Sunday, 30 July 2017

Azure SQL Database vs Azure SQL Data Warehouse

Case
As we slowly move from on-premises data warehouses with Microsoft SQL Server to cloud data warehouses in Microsoft Azure, we need to know more about the various options in Azure. You probably already used an Azure SQL Database, but Microsoft also introduced Azure SQL Data Warehouse. What are the differences between these two databases?
Azure SQL DB vs Azure SQL DW














Solution
Back in 2013, Microsoft introduced Azure SQL Database which has its origin in the on-premises Microsoft SQL Server. In 2015 (however public availability was in July 2016) Microsoft added SQL Data Warehouse to the Azure cloud portfolio which has its origin in the on-premises Microsoft Analytics Platform System (APS). This was a Parallel Data Warehouse (PDW) combined with Massively Parallel Processing (MPP) technology and included standard hardware. It is the 'big brother' of SQL Server, but with a slightly different purpose.

In this post we will briefly describe the differences between these two Microsoft Azure Services, but first Microsofts own definitions:
  • Azure SQL Database is a relational database-as-a service using the Microsoft SQL Server Engine (more);
  • Azure SQL Data Warehouse is a massively parallel processing (MPP) cloud-based, scale-out, relational database capable of processing massive volumes of data (more);

Differences
1) Purpose: OLAP vs OLTP
Although both Azure SQL DB and Azure SQL DW are cloud based systems for hosting data, their purpose is different. The biggest difference is that SQL DB is specifically for Online Transaction Processing (OLTP). This means operational data with a lot of short transactions like INSERT, UPDATE and DELETE by multiple people and/or processes. The data is most often highly normalized stored in many tables.

On the other hand SQL DW is specifically for Online Analytical Processing (OLAP) for data warehouses. This means consolidation data with a lower volume, but more complex queries. The data is most often stored de-normalized with fewer tables using a star or snowflake schema.

2) Achitecture
In order to make the differences more clear a quick preview of the architecture of Azure SQL Data Warehouse, where you see a whole collection of Azure SQL Databases and separated storage. The maximum number of compute notes at the moment is 60.
    Architecture SQL DW: Decouples (Blob) storage from compute (SQL DB)





















    3) Storage size
    The current size limit of an Azure SQL Database is 4TB, but it has been getting bigger over the past few years and will probably end up around 10TB in the near future. On the other hand we have the Azure SQL Data Warehouse which has no storage limit at all (only the limit of your wallet), because the storage is separated from the compute.

    3) Pricing
    The pricing is also quite different. Where Azure SQL DB starts with €4,20 a month, Azure SQL DW starts around €900,- a month excluding the cost of storage which is included in SQL DB. The storage costs for Azure SQL DW are around €125,- per TB per month. And the maximum costs of a single SQL DB is around €13500,- where SQL DW ends around a massive €57000,- (excl. storage). But when you take a look at the architecture above, it should be no surprise that SQL DW is more expensive than SQL DB, because it consists of multiple SQL DBs.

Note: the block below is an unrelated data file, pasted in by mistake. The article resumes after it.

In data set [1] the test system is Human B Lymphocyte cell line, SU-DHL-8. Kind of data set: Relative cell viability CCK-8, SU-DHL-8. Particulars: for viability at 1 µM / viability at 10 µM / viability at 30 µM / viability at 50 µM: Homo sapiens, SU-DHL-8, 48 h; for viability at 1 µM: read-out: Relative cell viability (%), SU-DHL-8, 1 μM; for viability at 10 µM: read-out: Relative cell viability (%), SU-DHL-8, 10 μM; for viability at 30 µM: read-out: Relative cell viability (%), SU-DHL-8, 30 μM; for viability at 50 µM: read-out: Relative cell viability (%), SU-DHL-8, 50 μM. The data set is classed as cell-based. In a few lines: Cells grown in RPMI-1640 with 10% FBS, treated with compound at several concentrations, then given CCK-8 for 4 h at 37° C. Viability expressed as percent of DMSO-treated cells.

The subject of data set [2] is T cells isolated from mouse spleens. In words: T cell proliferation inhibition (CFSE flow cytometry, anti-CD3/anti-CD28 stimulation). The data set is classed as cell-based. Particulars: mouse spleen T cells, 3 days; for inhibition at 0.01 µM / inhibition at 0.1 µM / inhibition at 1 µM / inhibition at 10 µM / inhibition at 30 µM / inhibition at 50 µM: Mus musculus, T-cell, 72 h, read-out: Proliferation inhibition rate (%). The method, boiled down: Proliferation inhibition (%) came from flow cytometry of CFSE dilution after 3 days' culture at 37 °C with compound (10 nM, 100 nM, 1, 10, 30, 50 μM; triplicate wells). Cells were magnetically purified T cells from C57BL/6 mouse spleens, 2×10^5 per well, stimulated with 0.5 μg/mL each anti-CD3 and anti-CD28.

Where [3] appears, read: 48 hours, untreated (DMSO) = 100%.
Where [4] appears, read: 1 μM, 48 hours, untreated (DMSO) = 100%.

However, SQL DW has one big trick up its sleeve that SQL DB hasn't: you can pause it completely and then you only pay for storage. If you start your SQL DW with your ETL job and pause it right after you processed your Azure Analysis Services then you only need it a small percentage of the month.

    Note: prices are from July 2017

    4) DTU vs DWU
    SQL DB has 15 different pricing tiers which specify the number of Database Transaction Units  (DTU) and the storage size/type:
    - Basic
    - Standard (S0, S1, S2, S3)
    - Premium (P1, P2, P3, P4, P6, P11, P15)
    - Premium RS (PRS1, PRS2, PRS4, PRS6)
    Basic has only 5 DTUs and the highest number of DTUs is, at the time of writing, 4000.
    The term DTU is a bit vague. It is a mysterious combination of RAM, CPU and read-write rates, but basically if you want to double the performance of your current database you just need to double the number of DTU's for your database.

    SQL DW has 12 different pricing tiers and uses Data Warehouse Units (DWU) to specify the performance level.
    - DWU100, 200, 300, 400, 500, 600, 1000, 1200, 1500, 2000, 3000, 6000
    The term DWU is a little less vague, because if you divide that number by 100 you have the number of compute nodes available for that pricing tier. On the other hand the exact combination of CPU, memory and IOPS per compute note is unknown.

    Because both services have a different purpose it is a bit strange to compare the hardware, but according to this MSDN blog post 1 DWU is approximately 7,5 DTU.

    But there is also some similarity: for both services you can use the same script to change the pricing tier on the fly to either give the performance a real boost when needed or the save money in the quiet hours.

    5) Concurrent Connection
    Although SQL DW is a collection of SQL Databases the maximum number of concurrent connections is much lower than with SQL DB. SQL DW has a maximum of 1024 active connections where SQL DB can handle 6400 concurrent logins and 30000 concurrent sessions. This means that in the exceptional case where you have over a thousand active users for your dashboard you probably should consider SQL DB to host the data instead of SQL DW.
    For more details see the SQL DB Recource Limitations and SQL DW Recource Limitations.

    6) Concurrent Queries
    Besides the maximum connections, the number of concurrent queries is also much lower. SQL DW can execute a maximum of 32 queries at one moment where SQL DB can have 6400 concurrent workers (requests). This is where you see the differences between OLTP and OLAP.
    For more details see the SQL DB Recource Limitations and SQL DW Recource Limitations.